Public health professionals are always looking to find correlations between health behaviors and social influences. From the foods we eat to the cars we drive, our environment affects our health choices and outcomes. Now, new information from the University of Toronto shows that teens with divorced parents are more likely to start smoking than kids whose parents are still married. It is not clear whether this new research will have child custody implications.
Researchers found that men with divorced parents were about 48 percent more likely to start smoking than their counterparts, whose parents stayed together. Women whose families split were 39 percent more likely to start smoking.
Scientists associated with the study acknowledge that divorce is not the only determinant that could cause people to start smoking. Still, divorce can lead to a variety of societal conditions that encourage poor health behaviors; children of divorce may have lower levels of education, mental disorders, or traumatic emotional events in their past. Even after accounting for all of these confounding factors, though, smoking rates still appear to correlate with family break-ups.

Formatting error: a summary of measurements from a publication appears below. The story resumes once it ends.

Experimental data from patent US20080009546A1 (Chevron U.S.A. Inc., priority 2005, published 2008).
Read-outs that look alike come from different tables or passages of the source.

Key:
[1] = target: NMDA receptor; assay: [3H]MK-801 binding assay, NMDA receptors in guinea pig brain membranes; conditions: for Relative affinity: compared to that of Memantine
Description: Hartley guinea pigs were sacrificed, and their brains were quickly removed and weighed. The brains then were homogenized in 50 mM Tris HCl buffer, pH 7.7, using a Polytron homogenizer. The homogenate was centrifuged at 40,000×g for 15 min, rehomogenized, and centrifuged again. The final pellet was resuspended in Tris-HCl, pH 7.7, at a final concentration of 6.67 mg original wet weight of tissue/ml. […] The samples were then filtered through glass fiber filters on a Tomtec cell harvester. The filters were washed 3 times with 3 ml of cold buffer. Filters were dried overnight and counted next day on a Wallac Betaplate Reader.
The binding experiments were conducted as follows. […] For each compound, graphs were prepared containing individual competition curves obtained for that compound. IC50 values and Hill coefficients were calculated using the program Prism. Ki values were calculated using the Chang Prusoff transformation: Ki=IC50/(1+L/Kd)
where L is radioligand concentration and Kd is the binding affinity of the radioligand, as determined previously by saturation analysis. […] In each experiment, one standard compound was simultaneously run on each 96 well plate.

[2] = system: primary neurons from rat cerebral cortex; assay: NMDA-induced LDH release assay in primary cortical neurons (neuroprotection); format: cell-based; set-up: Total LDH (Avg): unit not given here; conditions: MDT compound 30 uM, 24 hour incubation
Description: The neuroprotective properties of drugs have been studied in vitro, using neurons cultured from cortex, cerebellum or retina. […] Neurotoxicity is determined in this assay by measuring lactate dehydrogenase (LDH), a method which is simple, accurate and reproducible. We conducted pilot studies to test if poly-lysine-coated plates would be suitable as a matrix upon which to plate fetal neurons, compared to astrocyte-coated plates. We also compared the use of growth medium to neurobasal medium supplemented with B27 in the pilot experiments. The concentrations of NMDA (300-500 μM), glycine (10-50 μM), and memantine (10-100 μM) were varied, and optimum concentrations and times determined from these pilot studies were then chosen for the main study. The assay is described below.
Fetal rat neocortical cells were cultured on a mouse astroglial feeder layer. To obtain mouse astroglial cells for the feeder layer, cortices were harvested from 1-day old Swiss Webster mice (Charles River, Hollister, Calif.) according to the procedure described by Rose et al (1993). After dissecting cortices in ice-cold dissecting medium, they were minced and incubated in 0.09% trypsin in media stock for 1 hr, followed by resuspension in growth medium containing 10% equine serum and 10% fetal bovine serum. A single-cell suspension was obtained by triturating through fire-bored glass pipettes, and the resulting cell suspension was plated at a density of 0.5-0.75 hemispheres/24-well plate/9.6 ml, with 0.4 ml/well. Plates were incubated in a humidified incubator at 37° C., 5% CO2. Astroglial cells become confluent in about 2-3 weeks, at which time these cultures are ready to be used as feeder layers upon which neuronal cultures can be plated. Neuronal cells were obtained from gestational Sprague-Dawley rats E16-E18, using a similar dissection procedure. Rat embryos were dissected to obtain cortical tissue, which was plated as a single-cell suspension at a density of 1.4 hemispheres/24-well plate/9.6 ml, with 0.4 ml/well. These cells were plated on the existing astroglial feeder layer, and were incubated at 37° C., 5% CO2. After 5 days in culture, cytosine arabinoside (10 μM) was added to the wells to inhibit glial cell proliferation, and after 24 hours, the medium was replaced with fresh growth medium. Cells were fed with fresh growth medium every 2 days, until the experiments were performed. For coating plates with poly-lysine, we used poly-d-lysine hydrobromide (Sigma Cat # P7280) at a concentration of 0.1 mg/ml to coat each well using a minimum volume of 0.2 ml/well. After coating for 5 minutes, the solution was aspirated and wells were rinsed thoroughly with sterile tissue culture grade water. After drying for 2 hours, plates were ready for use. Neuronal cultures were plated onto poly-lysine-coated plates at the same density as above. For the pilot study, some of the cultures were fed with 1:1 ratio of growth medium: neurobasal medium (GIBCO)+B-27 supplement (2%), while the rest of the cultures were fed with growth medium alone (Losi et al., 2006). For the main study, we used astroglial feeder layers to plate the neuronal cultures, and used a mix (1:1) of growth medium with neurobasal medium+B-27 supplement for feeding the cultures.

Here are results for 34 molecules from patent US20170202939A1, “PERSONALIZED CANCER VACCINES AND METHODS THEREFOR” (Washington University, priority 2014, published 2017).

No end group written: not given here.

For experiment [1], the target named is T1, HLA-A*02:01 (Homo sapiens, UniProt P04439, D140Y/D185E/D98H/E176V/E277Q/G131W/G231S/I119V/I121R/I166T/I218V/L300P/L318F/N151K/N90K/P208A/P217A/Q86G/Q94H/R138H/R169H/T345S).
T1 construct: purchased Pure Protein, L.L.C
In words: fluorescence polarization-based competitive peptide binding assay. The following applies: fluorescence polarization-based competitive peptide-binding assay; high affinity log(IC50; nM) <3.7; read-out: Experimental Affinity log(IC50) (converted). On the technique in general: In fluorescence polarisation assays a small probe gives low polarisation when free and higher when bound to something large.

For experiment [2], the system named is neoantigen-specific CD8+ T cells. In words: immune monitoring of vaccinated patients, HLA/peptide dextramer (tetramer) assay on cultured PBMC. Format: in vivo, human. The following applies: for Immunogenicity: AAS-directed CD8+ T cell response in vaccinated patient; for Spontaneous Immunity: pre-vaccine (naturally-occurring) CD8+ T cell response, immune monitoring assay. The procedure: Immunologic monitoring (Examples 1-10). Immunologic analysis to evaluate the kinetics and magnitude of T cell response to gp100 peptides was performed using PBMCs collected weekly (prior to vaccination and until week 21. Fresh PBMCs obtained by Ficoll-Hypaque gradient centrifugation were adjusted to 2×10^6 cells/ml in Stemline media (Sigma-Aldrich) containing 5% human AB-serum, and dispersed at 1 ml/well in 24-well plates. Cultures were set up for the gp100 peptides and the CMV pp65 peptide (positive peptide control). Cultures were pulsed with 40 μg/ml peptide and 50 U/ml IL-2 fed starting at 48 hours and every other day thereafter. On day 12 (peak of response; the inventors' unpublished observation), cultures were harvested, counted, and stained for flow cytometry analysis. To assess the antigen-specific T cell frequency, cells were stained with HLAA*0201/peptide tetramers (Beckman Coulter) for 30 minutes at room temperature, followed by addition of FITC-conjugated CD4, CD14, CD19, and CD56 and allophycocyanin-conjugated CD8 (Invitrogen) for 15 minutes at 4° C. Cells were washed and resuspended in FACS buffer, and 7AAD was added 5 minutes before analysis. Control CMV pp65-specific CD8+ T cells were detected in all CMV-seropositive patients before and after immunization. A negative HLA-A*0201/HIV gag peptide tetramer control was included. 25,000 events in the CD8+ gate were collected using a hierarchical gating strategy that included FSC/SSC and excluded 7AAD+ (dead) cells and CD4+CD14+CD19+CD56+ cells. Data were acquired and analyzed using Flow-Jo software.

The researchers in the study postulate that the children of divorce were more likely to smoke because of elevated stress levels. Smoking may be used as a coping mechanism to ease some of the emotional strain that is placed on these youngsters.
The study creates several questions that could have implications for child custody in America. First, it is important during a divorce to choose a custody situation that will be healthiest for the family’s children. The researchers did not take into account children who had been raised under the modern divorce model, which pushes for joint custody and increased parental involvement. These changes in custody may have a significant impact on kids’ likelihood to light up.
Ultimately, child custody arrangements need to accommodate the children’s physical and social needs while maintaining their health status. This new information could provide additional support for social programs aimed at assisting children of divorce.
Source: Huffington Post, “Divorce research: Study finds that children of divorce are more likely to smoke,” March 14, 2013